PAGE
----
Hongmei Mou, Ph.D.


Assistant Investigator
Mucosal Immunology and Biology Research Center, Mass General Research Institute
Assistant Professor of Pediatrics
Harvard Medical School
PHD University of New Hampshire 2002
3'5'-cyclic-gmp phosphodiesterases; cell separation; cystic fibrosis; cystic fibrosis transmembrane conductance regulator; embryonic stem cells; epithelial cells; induced pluripotent stem cells; lung; multipotent stem cells; pulmonary disease; smad proteins; thyroid gland; tissue scaffolds Cystic fibrosis (CF) is the most common lethal monogenetic disease in the Caucasian population. It is a heterogeneous disease with over 1,500 identified genetic mutations in the cystic fibrosis transmembrane conductance regulator (CFTR). As a result, patients exhibit a wide range of clinical manifestations.

There is no cure or effective therapy for over 90% of CF patients. Recent discoveries as well as FDA approval of medications that help to correct the underlying defect in CF are promising. Looking forward, a personalized medicine approach will be essential to the identification of the best therapeutics for each individual patient.

A readily available and renewable supply of human CF airway cells is vital to future drug discovery efforts. Stem cells have the ability to self-renew and generate a variety of daughter cells with specialized functions.

In theory, these characteristics allow airway stem cells to be utilized as a replacement therapy for cells that carry genetic mutations (such as CF) or have been damaged due to injury or disease. These traits also allow stem cells to serve as a source of specialized airway cells that are the gold standard for the study of CF physiology and drug screening.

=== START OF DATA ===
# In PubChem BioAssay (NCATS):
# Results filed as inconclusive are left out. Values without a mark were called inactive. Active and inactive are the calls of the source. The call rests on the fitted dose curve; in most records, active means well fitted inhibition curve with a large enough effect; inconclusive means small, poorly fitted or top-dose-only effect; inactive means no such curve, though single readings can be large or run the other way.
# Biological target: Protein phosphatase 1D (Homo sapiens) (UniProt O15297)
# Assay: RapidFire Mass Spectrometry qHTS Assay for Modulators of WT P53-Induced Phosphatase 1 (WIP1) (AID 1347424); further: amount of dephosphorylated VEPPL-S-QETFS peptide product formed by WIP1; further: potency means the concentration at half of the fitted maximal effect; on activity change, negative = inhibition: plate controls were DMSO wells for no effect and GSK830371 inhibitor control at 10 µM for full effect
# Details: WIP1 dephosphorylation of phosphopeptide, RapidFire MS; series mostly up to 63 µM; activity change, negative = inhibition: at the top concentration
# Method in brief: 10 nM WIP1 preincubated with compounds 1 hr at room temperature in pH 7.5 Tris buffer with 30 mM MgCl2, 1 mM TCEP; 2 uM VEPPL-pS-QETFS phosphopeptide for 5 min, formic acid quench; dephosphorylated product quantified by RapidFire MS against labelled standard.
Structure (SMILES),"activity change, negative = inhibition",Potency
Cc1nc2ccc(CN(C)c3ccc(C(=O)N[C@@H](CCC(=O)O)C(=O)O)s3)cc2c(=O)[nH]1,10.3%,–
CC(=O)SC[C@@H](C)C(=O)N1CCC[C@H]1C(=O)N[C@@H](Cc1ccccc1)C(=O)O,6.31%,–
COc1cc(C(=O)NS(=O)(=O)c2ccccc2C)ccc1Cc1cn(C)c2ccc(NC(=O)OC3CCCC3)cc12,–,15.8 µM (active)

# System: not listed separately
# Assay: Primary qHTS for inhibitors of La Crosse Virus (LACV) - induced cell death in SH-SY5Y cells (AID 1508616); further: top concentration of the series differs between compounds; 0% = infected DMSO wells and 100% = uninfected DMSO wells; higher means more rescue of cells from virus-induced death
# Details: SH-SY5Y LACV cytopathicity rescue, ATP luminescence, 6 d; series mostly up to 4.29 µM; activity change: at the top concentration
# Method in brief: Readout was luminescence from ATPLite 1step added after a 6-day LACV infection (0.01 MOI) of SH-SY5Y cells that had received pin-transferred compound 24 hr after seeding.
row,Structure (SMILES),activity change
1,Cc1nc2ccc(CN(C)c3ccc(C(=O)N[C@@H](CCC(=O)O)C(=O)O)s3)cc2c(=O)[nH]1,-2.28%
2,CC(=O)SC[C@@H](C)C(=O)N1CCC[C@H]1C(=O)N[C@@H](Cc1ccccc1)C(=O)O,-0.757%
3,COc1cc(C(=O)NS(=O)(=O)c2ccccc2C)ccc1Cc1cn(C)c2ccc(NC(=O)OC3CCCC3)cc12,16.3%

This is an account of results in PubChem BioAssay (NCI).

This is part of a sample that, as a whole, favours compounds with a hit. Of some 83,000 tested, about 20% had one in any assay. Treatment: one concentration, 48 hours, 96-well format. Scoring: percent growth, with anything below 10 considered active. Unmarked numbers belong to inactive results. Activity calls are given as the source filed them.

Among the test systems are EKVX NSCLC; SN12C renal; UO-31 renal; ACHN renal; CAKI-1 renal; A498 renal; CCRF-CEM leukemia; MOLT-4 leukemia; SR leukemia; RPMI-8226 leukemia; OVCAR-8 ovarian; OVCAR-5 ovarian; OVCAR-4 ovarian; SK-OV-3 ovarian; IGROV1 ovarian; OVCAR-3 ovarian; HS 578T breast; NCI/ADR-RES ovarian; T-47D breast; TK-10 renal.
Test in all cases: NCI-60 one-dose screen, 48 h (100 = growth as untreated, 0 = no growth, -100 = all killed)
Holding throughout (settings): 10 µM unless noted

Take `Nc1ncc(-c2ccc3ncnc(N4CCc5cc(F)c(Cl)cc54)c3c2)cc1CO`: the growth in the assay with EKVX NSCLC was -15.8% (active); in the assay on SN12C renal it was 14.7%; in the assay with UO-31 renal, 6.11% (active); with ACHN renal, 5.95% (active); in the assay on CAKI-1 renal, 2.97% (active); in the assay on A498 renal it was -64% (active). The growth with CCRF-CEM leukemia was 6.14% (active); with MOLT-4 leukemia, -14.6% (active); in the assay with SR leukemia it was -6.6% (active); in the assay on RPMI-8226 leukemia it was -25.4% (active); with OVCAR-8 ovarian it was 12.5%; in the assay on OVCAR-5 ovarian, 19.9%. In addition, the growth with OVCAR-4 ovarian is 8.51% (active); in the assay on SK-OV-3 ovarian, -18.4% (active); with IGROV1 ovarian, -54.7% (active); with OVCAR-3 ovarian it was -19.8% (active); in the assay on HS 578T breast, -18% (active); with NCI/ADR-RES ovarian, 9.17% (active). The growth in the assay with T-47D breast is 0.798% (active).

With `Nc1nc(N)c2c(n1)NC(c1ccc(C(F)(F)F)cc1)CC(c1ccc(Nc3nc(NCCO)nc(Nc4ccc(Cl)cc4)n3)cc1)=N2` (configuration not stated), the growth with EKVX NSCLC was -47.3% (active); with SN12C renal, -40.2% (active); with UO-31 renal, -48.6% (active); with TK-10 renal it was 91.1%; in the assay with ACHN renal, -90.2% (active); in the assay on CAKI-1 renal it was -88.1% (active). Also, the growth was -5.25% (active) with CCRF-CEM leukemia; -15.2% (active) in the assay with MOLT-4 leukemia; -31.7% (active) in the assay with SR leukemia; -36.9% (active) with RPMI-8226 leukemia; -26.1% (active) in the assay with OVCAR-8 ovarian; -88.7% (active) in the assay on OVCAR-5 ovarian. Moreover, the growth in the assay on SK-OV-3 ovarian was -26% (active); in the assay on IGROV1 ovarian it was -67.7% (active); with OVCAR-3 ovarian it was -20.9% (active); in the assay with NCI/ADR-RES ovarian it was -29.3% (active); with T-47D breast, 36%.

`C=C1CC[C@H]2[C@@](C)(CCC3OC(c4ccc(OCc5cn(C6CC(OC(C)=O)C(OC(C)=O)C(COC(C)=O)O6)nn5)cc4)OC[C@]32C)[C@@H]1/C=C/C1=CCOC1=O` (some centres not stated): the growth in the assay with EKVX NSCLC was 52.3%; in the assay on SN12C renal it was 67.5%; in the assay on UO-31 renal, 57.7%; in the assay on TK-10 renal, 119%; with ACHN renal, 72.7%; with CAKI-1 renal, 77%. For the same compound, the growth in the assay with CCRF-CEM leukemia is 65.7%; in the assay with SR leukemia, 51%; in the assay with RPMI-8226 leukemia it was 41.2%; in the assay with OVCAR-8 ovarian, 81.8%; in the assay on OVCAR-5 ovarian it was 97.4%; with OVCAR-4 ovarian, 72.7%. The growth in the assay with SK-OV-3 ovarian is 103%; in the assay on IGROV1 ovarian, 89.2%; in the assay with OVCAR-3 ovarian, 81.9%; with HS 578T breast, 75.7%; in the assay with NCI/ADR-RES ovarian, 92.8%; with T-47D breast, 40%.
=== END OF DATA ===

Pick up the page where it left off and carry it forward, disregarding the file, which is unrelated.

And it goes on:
The laboratory of Hongmei Mou, PhD, aims to generate in vitro human model systems representative of lung diseases. These models, named airway and lung in a dish, are derived from patient and disease-specific airway and lung tissues, or from induced pluripotent stem cells (iPSC), and will possess characteristic physiological functions.

Our lab has developed a novel method to convert normal and diseased iPSCs into lung epithelial stem cells that can both self-renew and give rise to multiple differentiated airway and alveolar cells. In addition, we have established a reproducible culture system in which primary airway and lung stem cells can be expanded without suffering loss of stemness or differentiation potential.

We employ a two-pronged approach to study pulmonary disease biology, physiology and pathogenesis to accelerate the development of cell replacement therapies for endogenous epithelial cells that harbor disease-causing mutations, such as in BPD, cystic fibrosis or injured lungs.

Research lab website Publications
hmou@mgh.harvard.edu
Mucosal Immunology and Biology Research Center
CNY-Building #114
114 16th Street
Charlestown, MA 02129-2000